Later in the play, Belarius, who kidnapped the king’s sons when they were infants to retaliate against his wrongful banishment from his kingdom, says of Innogen, now disguised a rustic man they are nursing back to health in his cave – I told you the plot is a mess. Anyways, Belarius fondly says of the Innogen in disguise, “He cut our roots in characters” (4.2.51). My text glosses “characters” as “alphabet shapes.” This is like removing the crust from your kid’s sandwich or arranging a breakfast plate of eggs and bacon into a smiley face: a small, domestic touch still tender and playful 400 years later.

***

Then there are the stars – and lovely hints at Shakespeare’s astronomical knowledge that shine through.

On Brain Pickings, I read a lovely review of Dan Falk’s The Science of Shakespeare: A New Look at the Playwright’s Universe. Discussing the ways the astronomy of his day influenced the Bard, Falk takes a close look at Cymbeline (and scholarship on it), which he notes was written not long after Galileo published an important treatise. Falk cites some lines by Giacomo, the seedy who Italian who bets the banished Posthumus he can bed Innogen but ruinously cheats in the wager:

What, are men mad? Hath nature given them eyes
To see this vaulted arch and the rich crop
Of sea and land, which can distinguish ‘twixt
The fiery orbs above and the twinned stones
Upon th’unnumbered beach, and can we not
Partition make with spectacles so precious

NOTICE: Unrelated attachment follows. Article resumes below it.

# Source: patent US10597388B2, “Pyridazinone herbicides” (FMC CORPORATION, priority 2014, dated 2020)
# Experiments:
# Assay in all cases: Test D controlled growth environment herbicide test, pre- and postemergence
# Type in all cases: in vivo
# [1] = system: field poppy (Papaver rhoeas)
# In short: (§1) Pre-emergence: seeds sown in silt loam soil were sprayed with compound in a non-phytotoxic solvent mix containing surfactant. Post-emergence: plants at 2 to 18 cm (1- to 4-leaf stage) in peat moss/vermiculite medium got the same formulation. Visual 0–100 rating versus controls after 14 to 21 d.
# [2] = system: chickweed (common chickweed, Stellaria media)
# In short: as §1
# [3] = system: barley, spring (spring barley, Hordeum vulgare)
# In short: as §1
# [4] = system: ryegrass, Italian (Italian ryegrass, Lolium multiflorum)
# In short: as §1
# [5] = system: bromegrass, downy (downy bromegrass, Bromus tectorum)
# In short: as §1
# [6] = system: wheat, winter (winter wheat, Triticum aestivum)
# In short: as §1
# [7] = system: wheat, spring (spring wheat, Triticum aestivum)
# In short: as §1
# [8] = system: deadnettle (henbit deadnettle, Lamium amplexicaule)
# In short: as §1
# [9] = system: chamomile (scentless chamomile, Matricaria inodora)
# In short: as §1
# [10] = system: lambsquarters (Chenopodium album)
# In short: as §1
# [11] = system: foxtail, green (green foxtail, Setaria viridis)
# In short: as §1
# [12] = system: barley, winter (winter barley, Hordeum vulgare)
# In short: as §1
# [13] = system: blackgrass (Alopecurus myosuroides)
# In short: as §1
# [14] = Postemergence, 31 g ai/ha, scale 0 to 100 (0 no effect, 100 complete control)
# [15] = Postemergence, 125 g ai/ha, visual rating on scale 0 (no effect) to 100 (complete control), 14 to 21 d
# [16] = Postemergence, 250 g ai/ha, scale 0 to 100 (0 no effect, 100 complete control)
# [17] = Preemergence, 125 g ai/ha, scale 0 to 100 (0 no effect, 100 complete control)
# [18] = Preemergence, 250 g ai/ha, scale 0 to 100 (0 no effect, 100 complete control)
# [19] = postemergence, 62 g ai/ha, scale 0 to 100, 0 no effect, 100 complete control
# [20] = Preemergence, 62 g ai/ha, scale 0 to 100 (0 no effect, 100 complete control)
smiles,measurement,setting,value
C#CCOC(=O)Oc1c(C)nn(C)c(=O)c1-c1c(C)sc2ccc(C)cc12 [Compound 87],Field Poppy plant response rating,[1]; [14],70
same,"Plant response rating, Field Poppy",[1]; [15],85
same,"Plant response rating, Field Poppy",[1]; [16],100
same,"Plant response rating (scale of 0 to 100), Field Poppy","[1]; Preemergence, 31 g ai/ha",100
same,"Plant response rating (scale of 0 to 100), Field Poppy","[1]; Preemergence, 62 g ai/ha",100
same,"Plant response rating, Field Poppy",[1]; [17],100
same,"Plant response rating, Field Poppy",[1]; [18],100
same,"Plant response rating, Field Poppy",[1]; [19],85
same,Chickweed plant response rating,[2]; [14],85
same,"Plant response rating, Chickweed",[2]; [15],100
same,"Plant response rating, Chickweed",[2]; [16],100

‘Twixt fair and foul? (1.6.33-39)

Citing astronomy professor and Shakespeare scholar Peter Usher, Falk wonders if these spectacles aren’t an early telescope.

Near the end of the play, Posthumus dreams the ghosts of his family, which he never met. They circle him, according to the stage directions, before Jupiter descends. Falk muses if Shakespeare just isn’t alluding to the four moons of Jupiter, which Galileo had recently discovered.

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Jupiter and the Galilean moons. Copyright, Jan Sandberg. Image from Wikimedia Commons.

And in the final scene, when all the disguises come off, the truth comes forward, and the couple reunites, it caught my eye when Cymbeline remarks in disbelief: “Does the world go round?” (5.6.232).

Falk and Usher cite many other astronomical details in Cymbeline, but these little glimmers, if faint, are fascinating.

***

Finally, Shakespeare knows you never drink just one beer.

After he comes to from his dream, Posthumus – captured by the British because he’s been fighting for the Romans to hasten his death, so ruined by his belief that Innogen has cuckolded him – shares his eagerness to be hanged with his jailer. This occasions the jailer to muse on some possible benefits of death:

A heavy reckoning for you, sir. But the comfort is, you shall be called to no more payments, fear no more tavern bills, which are as often the sadness of parting as the procuring of mirth. You come in faint for want of meat, depart reeling with too much drink, sorry that you have paid too much and sorry that you are paid too much; purse and brain both empty: the brain the heavier for being too light, the purse too light, being drawn of heaviness. Of this contradiction you shall now be quit. O, the charity of a penny cord! (5.6.250-58).

Shakespeare: poet, playwright, actor, director, theater shareholder, homemaker, astronomer, sociologist, behavioral scientist.

Sometimes the Bard gives us truths in beautiful, pithy, lofty packages: “Our very eyes / Are sometimes like our judgements, blind” (4.2.303-4). Other times, as with the jailer’s reflections, it’s through humorous, honest, and very human little details.